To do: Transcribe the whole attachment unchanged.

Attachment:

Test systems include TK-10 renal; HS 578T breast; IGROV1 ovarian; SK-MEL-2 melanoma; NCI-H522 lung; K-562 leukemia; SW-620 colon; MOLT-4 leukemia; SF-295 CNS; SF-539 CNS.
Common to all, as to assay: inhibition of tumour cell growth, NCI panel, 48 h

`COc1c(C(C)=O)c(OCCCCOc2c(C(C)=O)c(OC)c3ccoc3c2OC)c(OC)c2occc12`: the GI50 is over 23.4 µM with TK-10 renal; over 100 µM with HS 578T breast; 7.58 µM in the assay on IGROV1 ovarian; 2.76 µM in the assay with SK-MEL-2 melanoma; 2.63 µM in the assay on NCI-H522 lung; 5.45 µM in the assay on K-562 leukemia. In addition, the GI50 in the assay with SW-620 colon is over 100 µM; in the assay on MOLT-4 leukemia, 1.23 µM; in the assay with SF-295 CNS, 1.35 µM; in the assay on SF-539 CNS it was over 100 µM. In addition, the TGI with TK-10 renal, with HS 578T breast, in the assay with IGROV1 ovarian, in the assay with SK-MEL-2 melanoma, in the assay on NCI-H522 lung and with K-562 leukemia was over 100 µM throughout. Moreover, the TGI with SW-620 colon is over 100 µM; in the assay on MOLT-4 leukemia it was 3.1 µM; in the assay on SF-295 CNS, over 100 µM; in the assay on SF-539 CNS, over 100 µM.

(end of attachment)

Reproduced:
Test systems include TK-10 renal; HS 578T breast; IGROV1 ovarian; SK-MEL-2 melanoma; NCI-H522 lung; K-562 leukemia; SW-620 colon; MOLT-4 leukemia; SF-295 CNS; SF-539 CNS.
Common to all, as to assay: inhibition of tumour cell growth, NCI panel, 48 h

`COc1c(C(C)=O)c(OCCCCOc2c(C(C)=O)c(OC)c3ccoc3c2OC)c(OC)c2occc12`: the GI50 is over 23.4 µM with TK-10 renal; over 100 µM with HS 578T breast; 7.58 µM in the assay on IGROV1 ovarian; 2.76 µM in the assay with SK-MEL-2 melanoma; 2.63 µM in the assay on NCI-H522 lung; 5.45 µM in the assay on K-562 leukemia. In addition, the GI50 in the assay with SW-620 colon is over 100 µM; in the assay on MOLT-4 leukemia, 1.23 µM; in the assay with SF-295 CNS, 1.35 µM; in the assay on SF-539 CNS it was over 100 µM. In addition, the TGI with TK-10 renal, with HS 578T breast, in the assay with IGROV1 ovarian, in the assay with SK-MEL-2 melanoma, in the assay on NCI-H522 lung and with K-562 leukemia was over 100 µM throughout. Moreover, the TGI with SW-620 colon is over 100 µM; in the assay on MOLT-4 leukemia it was 3.1 µM; in the assay on SF-295 CNS, over 100 µM; in the assay on SF-539 CNS, over 100 µM.